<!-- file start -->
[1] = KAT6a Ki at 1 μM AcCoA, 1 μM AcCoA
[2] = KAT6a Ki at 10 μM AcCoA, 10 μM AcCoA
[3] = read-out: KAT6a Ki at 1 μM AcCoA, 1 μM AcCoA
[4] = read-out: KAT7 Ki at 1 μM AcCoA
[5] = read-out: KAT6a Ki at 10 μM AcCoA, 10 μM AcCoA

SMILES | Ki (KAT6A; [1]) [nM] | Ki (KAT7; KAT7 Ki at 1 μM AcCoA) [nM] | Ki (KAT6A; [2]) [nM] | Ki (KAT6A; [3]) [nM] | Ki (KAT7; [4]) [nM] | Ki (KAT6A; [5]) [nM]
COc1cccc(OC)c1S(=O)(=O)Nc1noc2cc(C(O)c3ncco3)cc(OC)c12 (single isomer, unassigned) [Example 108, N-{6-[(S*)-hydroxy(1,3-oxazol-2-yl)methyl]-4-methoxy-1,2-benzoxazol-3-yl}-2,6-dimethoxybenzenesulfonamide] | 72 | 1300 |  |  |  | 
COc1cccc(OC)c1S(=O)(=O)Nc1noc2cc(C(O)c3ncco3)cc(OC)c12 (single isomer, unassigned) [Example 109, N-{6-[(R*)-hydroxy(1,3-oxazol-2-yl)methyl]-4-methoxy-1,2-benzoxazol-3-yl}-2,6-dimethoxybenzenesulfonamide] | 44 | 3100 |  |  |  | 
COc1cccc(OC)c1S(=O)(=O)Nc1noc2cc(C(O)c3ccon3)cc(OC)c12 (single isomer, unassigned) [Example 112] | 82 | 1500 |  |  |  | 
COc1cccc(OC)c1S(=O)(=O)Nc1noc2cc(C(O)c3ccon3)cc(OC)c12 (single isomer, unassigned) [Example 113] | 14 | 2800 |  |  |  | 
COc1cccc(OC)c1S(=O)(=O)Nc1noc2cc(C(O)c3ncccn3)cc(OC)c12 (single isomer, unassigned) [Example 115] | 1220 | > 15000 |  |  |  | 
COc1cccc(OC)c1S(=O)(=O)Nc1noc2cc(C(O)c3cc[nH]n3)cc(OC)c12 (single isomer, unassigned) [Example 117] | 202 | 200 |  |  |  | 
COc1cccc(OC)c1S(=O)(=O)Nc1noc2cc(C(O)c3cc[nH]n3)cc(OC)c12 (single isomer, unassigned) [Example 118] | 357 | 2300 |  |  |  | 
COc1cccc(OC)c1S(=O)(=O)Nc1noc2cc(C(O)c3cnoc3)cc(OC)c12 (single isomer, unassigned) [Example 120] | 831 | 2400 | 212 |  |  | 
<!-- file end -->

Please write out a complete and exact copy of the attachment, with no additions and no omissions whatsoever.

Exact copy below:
[1] = KAT6a Ki at 1 μM AcCoA, 1 μM AcCoA
[2] = KAT6a Ki at 10 μM AcCoA, 10 μM AcCoA
[3] = read-out: KAT6a Ki at 1 μM AcCoA, 1 μM AcCoA
[4] = read-out: KAT7 Ki at 1 μM AcCoA
[5] = read-out: KAT6a Ki at 10 μM AcCoA, 10 μM AcCoA

SMILES | Ki (KAT6A; [1]) [nM] | Ki (KAT7; KAT7 Ki at 1 μM AcCoA) [nM] | Ki (KAT6A; [2]) [nM] | Ki (KAT6A; [3]) [nM] | Ki (KAT7; [4]) [nM] | Ki (KAT6A; [5]) [nM]
COc1cccc(OC)c1S(=O)(=O)Nc1noc2cc(C(O)c3ncco3)cc(OC)c12 (single isomer, unassigned) [Example 108, N-{6-[(S*)-hydroxy(1,3-oxazol-2-yl)methyl]-4-methoxy-1,2-benzoxazol-3-yl}-2,6-dimethoxybenzenesulfonamide] | 72 | 1300 |  |  |  | 
COc1cccc(OC)c1S(=O)(=O)Nc1noc2cc(C(O)c3ncco3)cc(OC)c12 (single isomer, unassigned) [Example 109, N-{6-[(R*)-hydroxy(1,3-oxazol-2-yl)methyl]-4-methoxy-1,2-benzoxazol-3-yl}-2,6-dimethoxybenzenesulfonamide] | 44 | 3100 |  |  |  | 
COc1cccc(OC)c1S(=O)(=O)Nc1noc2cc(C(O)c3ccon3)cc(OC)c12 (single isomer, unassigned) [Example 112] | 82 | 1500 |  |  |  | 
COc1cccc(OC)c1S(=O)(=O)Nc1noc2cc(C(O)c3ccon3)cc(OC)c12 (single isomer, unassigned) [Example 113] | 14 | 2800 |  |  |  | 
COc1cccc(OC)c1S(=O)(=O)Nc1noc2cc(C(O)c3ncccn3)cc(OC)c12 (single isomer, unassigned) [Example 115] | 1220 | > 15000 |  |  |  | 
COc1cccc(OC)c1S(=O)(=O)Nc1noc2cc(C(O)c3cc[nH]n3)cc(OC)c12 (single isomer, unassigned) [Example 117] | 202 | 200 |  |  |  | 
COc1cccc(OC)c1S(=O)(=O)Nc1noc2cc(C(O)c3cc[nH]n3)cc(OC)c12 (single isomer, unassigned) [Example 118] | 357 | 2300 |  |  |  | 
COc1cccc(OC)c1S(=O)(=O)Nc1noc2cc(C(O)c3cnoc3)cc(OC)c12 (single isomer, unassigned) [Example 120] | 831 | 2400 | 212 |  |  | 